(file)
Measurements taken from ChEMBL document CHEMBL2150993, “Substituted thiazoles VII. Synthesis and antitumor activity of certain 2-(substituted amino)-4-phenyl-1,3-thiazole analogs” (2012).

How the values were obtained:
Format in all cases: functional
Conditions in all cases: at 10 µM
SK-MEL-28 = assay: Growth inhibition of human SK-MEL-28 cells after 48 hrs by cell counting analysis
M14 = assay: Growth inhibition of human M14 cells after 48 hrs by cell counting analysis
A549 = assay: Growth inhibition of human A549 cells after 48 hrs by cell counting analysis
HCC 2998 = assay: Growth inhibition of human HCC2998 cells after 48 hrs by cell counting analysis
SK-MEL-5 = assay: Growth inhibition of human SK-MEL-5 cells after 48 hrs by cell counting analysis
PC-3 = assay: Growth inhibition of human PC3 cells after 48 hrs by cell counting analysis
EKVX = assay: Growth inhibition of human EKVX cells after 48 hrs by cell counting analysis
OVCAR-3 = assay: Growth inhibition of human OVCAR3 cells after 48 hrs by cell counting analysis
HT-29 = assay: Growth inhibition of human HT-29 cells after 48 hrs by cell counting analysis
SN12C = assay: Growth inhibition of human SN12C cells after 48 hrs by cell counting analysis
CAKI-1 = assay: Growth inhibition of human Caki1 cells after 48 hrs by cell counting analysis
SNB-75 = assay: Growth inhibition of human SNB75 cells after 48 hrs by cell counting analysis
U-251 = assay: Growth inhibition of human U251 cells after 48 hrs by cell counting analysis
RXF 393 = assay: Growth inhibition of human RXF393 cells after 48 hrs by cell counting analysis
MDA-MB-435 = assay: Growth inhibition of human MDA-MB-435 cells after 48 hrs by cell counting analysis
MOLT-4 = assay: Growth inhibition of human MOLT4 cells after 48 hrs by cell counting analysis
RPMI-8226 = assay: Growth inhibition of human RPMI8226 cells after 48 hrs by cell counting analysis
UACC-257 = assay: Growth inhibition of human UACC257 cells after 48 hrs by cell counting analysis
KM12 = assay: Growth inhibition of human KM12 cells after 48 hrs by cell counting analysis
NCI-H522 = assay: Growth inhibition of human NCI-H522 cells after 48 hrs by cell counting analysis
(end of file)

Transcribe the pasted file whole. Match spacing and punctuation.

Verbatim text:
Measurements taken from ChEMBL document CHEMBL2150993, “Substituted thiazoles VII. Synthesis and antitumor activity of certain 2-(substituted amino)-4-phenyl-1,3-thiazole analogs” (2012).

How the values were obtained:
Format in all cases: functional
Conditions in all cases: at 10 µM
SK-MEL-28 = assay: Growth inhibition of human SK-MEL-28 cells after 48 hrs by cell counting analysis
M14 = assay: Growth inhibition of human M14 cells after 48 hrs by cell counting analysis
A549 = assay: Growth inhibition of human A549 cells after 48 hrs by cell counting analysis
HCC 2998 = assay: Growth inhibition of human HCC2998 cells after 48 hrs by cell counting analysis
SK-MEL-5 = assay: Growth inhibition of human SK-MEL-5 cells after 48 hrs by cell counting analysis
PC-3 = assay: Growth inhibition of human PC3 cells after 48 hrs by cell counting analysis
EKVX = assay: Growth inhibition of human EKVX cells after 48 hrs by cell counting analysis
OVCAR-3 = assay: Growth inhibition of human OVCAR3 cells after 48 hrs by cell counting analysis
HT-29 = assay: Growth inhibition of human HT-29 cells after 48 hrs by cell counting analysis
SN12C = assay: Growth inhibition of human SN12C cells after 48 hrs by cell counting analysis
CAKI-1 = assay: Growth inhibition of human Caki1 cells after 48 hrs by cell counting analysis
SNB-75 = assay: Growth inhibition of human SNB75 cells after 48 hrs by cell counting analysis
U-251 = assay: Growth inhibition of human U251 cells after 48 hrs by cell counting analysis
RXF 393 = assay: Growth inhibition of human RXF393 cells after 48 hrs by cell counting analysis
MDA-MB-435 = assay: Growth inhibition of human MDA-MB-435 cells after 48 hrs by cell counting analysis
MOLT-4 = assay: Growth inhibition of human MOLT4 cells after 48 hrs by cell counting analysis
RPMI-8226 = assay: Growth inhibition of human RPMI8226 cells after 48 hrs by cell counting analysis
UACC-257 = assay: Growth inhibition of human UACC257 cells after 48 hrs by cell counting analysis
KM12 = assay: Growth inhibition of human KM12 cells after 48 hrs by cell counting analysis
NCI-H522 = assay: Growth inhibition of human NCI-H522 cells after 48 hrs by cell counting analysis